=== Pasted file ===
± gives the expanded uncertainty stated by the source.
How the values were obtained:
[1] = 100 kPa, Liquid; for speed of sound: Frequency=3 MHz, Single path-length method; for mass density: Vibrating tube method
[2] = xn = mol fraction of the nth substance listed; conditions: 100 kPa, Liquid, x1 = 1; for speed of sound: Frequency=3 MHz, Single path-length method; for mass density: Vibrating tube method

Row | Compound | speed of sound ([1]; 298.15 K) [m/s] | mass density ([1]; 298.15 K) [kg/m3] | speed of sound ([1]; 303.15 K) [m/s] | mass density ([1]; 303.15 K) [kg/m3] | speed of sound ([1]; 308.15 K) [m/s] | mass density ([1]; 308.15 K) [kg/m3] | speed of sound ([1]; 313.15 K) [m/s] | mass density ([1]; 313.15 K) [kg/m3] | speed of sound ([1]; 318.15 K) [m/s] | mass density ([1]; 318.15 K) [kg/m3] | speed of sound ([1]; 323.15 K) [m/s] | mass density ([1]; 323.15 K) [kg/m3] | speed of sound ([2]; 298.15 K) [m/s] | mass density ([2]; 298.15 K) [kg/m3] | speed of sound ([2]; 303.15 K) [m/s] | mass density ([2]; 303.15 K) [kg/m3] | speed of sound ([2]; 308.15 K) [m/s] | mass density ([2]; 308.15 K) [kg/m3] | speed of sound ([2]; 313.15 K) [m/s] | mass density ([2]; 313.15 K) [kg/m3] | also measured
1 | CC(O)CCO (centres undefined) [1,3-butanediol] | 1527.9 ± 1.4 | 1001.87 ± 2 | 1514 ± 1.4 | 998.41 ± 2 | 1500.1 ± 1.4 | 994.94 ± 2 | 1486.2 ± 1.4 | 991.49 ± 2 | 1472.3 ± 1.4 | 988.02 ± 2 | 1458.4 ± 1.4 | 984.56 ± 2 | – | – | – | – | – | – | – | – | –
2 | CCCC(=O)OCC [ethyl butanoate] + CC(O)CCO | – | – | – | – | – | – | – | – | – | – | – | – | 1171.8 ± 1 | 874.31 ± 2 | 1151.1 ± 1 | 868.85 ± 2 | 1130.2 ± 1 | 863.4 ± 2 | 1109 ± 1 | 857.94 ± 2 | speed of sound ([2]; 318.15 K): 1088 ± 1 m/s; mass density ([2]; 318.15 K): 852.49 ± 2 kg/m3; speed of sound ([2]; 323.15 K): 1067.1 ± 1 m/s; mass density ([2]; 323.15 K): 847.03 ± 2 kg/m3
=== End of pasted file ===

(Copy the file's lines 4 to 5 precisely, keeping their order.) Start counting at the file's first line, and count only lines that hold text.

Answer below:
[2] = xn = mol fraction of the nth substance listed; conditions: 100 kPa, Liquid, x1 = 1; for speed of sound: Frequency=3 MHz, Single path-length method; for mass density: Vibrating tube method

Row | Compound | speed of sound ([1]; 298.15 K) [m/s] | mass density ([1]; 298.15 K) [kg/m3] | speed of sound ([1]; 303.15 K) [m/s] | mass density ([1]; 303.15 K) [kg/m3] | speed of sound ([1]; 308.15 K) [m/s] | mass density ([1]; 308.15 K) [kg/m3] | speed of sound ([1]; 313.15 K) [m/s] | mass density ([1]; 313.15 K) [kg/m3] | speed of sound ([1]; 318.15 K) [m/s] | mass density ([1]; 318.15 K) [kg/m3] | speed of sound ([1]; 323.15 K) [m/s] | mass density ([1]; 323.15 K) [kg/m3] | speed of sound ([2]; 298.15 K) [m/s] | mass density ([2]; 298.15 K) [kg/m3] | speed of sound ([2]; 303.15 K) [m/s] | mass density ([2]; 303.15 K) [kg/m3] | speed of sound ([2]; 308.15 K) [m/s] | mass density ([2]; 308.15 K) [kg/m3] | speed of sound ([2]; 313.15 K) [m/s] | mass density ([2]; 313.15 K) [kg/m3] | also measured